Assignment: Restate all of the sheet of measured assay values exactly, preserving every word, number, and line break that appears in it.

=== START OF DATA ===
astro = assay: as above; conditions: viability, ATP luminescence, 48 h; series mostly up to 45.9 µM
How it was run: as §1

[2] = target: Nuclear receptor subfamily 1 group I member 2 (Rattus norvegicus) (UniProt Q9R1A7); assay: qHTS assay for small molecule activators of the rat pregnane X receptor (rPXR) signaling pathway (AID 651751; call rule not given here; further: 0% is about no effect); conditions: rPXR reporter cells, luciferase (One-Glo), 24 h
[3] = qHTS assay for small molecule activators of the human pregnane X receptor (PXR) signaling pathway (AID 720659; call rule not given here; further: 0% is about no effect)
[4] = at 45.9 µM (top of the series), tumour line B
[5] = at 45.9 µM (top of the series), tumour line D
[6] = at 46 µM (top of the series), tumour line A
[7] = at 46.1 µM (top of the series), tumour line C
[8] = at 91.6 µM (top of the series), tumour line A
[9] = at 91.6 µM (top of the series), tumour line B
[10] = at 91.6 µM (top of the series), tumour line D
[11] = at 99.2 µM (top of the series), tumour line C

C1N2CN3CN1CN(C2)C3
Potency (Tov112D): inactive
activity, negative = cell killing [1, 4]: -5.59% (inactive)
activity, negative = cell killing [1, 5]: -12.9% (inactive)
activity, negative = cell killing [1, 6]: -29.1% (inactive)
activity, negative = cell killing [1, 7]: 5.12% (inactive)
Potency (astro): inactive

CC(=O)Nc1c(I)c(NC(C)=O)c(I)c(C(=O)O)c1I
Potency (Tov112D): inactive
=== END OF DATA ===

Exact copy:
astro = assay: as above; conditions: viability, ATP luminescence, 48 h; series mostly up to 45.9 µM
How it was run: as §1

[2] = target: Nuclear receptor subfamily 1 group I member 2 (Rattus norvegicus) (UniProt Q9R1A7); assay: qHTS assay for small molecule activators of the rat pregnane X receptor (rPXR) signaling pathway (AID 651751; call rule not given here; further: 0% is about no effect); conditions: rPXR reporter cells, luciferase (One-Glo), 24 h
[3] = qHTS assay for small molecule activators of the human pregnane X receptor (PXR) signaling pathway (AID 720659; call rule not given here; further: 0% is about no effect)
[4] = at 45.9 µM (top of the series), tumour line B
[5] = at 45.9 µM (top of the series), tumour line D
[6] = at 46 µM (top of the series), tumour line A
[7] = at 46.1 µM (top of the series), tumour line C
[8] = at 91.6 µM (top of the series), tumour line A
[9] = at 91.6 µM (top of the series), tumour line B
[10] = at 91.6 µM (top of the series), tumour line D
[11] = at 99.2 µM (top of the series), tumour line C

C1N2CN3CN1CN(C2)C3
Potency (Tov112D): inactive
activity, negative = cell killing [1, 4]: -5.59% (inactive)
activity, negative = cell killing [1, 5]: -12.9% (inactive)
activity, negative = cell killing [1, 6]: -29.1% (inactive)
activity, negative = cell killing [1, 7]: 5.12% (inactive)
Potency (astro): inactive

CC(=O)Nc1c(I)c(NC(C)=O)c(I)c(C(=O)O)c1I
Potency (Tov112D): inactive